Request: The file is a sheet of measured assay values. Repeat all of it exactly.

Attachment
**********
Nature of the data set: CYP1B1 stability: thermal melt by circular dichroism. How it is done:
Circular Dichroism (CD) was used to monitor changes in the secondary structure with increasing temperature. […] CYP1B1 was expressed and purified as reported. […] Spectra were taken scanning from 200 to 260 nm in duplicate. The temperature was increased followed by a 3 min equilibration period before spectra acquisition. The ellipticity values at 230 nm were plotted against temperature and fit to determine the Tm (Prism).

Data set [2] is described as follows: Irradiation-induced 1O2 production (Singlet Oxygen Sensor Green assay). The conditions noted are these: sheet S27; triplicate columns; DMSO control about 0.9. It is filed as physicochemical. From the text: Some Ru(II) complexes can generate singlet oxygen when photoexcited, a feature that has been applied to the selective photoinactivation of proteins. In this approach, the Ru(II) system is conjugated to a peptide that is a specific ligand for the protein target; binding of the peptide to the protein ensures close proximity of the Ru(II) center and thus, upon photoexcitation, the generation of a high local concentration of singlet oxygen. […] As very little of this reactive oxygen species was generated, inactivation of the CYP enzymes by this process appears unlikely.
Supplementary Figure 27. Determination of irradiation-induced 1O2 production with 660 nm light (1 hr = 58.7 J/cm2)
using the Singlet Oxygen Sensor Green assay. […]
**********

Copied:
Nature of the data set: CYP1B1 stability: thermal melt by circular dichroism. How it is done:
Circular Dichroism (CD) was used to monitor changes in the secondary structure with increasing temperature. […] CYP1B1 was expressed and purified as reported. […] Spectra were taken scanning from 200 to 260 nm in duplicate. The temperature was increased followed by a 3 min equilibration period before spectra acquisition. The ellipticity values at 230 nm were plotted against temperature and fit to determine the Tm (Prism).

Data set [2] is described as follows: Irradiation-induced 1O2 production (Singlet Oxygen Sensor Green assay). The conditions noted are these: sheet S27; triplicate columns; DMSO control about 0.9. It is filed as physicochemical. From the text: Some Ru(II) complexes can generate singlet oxygen when photoexcited, a feature that has been applied to the selective photoinactivation of proteins. In this approach, the Ru(II) system is conjugated to a peptide that is a specific ligand for the protein target; binding of the peptide to the protein ensures close proximity of the Ru(II) center and thus, upon photoexcitation, the generation of a high local concentration of singlet oxygen. […] As very little of this reactive oxygen species was generated, inactivation of the CYP enzymes by this process appears unlikely.
Supplementary Figure 27. Determination of irradiation-induced 1O2 production with 660 nm light (1 hr = 58.7 J/cm2)
using the Singlet Oxygen Sensor Green assay. […]